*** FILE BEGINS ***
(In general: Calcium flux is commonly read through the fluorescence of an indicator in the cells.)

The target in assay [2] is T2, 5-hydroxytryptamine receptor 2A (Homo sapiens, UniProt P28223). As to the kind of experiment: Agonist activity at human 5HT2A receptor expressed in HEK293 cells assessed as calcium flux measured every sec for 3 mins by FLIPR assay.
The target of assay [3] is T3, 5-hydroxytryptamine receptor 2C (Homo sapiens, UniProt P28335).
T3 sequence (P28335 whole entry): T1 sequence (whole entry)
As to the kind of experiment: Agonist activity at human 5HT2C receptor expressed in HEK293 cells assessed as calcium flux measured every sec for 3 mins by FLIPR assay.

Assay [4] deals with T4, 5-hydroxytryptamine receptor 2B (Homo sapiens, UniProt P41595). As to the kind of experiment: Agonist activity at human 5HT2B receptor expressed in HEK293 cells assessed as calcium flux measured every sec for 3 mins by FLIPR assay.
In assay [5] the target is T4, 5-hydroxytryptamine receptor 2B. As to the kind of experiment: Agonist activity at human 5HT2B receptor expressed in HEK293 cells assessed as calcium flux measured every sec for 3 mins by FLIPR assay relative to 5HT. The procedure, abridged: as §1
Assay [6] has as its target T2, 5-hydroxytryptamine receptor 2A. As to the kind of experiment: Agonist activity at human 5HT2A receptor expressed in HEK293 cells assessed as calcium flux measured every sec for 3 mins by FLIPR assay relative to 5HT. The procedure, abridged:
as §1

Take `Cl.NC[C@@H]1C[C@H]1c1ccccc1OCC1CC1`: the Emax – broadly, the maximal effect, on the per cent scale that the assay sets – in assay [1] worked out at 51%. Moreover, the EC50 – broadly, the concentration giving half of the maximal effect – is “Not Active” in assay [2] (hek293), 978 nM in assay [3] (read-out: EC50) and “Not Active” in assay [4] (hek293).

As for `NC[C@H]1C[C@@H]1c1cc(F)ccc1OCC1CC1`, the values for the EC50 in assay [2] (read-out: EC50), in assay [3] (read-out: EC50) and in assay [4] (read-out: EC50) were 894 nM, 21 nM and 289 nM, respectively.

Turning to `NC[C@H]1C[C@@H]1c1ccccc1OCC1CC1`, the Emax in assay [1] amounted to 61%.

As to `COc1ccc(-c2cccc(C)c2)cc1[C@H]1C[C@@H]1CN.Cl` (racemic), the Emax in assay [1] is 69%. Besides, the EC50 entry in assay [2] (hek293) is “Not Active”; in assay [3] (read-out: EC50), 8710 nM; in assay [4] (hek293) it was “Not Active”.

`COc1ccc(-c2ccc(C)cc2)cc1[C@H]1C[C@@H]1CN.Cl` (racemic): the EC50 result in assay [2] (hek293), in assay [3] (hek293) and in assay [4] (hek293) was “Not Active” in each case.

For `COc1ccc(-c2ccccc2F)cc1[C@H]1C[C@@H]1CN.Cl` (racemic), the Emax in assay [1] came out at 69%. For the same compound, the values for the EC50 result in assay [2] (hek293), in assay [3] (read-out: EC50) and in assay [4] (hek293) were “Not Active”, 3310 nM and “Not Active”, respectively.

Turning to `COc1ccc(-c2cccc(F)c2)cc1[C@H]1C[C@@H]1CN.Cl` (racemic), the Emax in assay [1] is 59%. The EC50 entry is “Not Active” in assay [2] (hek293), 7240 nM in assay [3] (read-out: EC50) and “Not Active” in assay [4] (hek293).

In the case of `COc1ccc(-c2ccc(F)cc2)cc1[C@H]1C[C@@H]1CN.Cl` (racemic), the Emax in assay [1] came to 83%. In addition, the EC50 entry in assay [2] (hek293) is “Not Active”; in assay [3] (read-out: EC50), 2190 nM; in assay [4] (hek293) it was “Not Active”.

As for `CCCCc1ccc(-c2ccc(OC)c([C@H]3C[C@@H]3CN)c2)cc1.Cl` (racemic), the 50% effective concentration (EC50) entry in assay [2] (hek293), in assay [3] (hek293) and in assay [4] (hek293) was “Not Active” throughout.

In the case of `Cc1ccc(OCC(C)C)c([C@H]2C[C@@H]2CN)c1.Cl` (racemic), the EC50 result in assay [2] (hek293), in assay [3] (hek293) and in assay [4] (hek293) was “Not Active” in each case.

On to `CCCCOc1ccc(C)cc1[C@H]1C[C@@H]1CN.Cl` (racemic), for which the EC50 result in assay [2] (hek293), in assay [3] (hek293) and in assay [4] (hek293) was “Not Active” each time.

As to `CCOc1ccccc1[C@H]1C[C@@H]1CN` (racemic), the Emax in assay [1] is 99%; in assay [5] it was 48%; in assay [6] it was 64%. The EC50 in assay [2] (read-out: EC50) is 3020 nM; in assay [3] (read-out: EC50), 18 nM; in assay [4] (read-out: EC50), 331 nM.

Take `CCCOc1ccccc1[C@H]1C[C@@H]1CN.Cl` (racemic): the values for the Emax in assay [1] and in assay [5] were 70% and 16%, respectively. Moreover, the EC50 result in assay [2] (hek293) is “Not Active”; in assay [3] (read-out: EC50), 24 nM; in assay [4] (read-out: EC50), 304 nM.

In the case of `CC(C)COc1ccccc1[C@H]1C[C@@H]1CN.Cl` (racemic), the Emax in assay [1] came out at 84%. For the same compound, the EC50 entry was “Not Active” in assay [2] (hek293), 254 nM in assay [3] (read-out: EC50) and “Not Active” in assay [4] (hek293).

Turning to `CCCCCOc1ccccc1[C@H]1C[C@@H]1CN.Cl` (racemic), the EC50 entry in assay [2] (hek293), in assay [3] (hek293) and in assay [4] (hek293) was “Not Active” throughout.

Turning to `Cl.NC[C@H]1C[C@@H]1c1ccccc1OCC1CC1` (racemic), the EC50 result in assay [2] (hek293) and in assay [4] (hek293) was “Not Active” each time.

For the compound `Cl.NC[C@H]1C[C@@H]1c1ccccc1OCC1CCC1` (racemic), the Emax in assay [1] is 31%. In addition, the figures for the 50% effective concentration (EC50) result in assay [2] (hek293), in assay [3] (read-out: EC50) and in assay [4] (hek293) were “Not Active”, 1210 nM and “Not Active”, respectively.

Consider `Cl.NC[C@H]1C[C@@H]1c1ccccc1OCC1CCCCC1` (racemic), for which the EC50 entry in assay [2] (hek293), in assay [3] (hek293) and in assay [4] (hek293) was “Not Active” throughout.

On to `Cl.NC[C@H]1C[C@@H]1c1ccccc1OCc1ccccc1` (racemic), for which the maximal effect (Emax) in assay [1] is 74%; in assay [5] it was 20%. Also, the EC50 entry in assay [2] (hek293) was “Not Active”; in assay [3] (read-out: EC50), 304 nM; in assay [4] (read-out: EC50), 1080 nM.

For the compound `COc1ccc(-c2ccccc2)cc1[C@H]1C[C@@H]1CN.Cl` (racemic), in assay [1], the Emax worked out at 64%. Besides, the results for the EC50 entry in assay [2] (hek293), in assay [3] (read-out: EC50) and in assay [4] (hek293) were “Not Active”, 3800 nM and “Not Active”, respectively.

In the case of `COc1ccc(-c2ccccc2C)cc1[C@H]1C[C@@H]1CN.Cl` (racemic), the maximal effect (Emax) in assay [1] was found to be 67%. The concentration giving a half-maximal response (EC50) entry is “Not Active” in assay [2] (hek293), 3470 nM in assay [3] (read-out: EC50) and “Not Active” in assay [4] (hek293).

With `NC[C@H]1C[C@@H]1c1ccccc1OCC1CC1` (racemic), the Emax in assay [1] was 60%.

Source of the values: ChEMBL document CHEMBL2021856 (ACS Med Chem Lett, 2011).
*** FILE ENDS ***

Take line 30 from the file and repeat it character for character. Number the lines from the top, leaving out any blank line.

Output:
In the case of `COc1ccc(-c2ccccc2C)cc1[C@H]1C[C@@H]1CN.Cl` (racemic), the maximal effect (Emax) in assay [1] was found to be 67%. The concentration giving a half-maximal response (EC50) entry is “Not Active” in assay [2] (hek293), 3470 nM in assay [3] (read-out: EC50) and “Not Active” in assay [4] (hek293).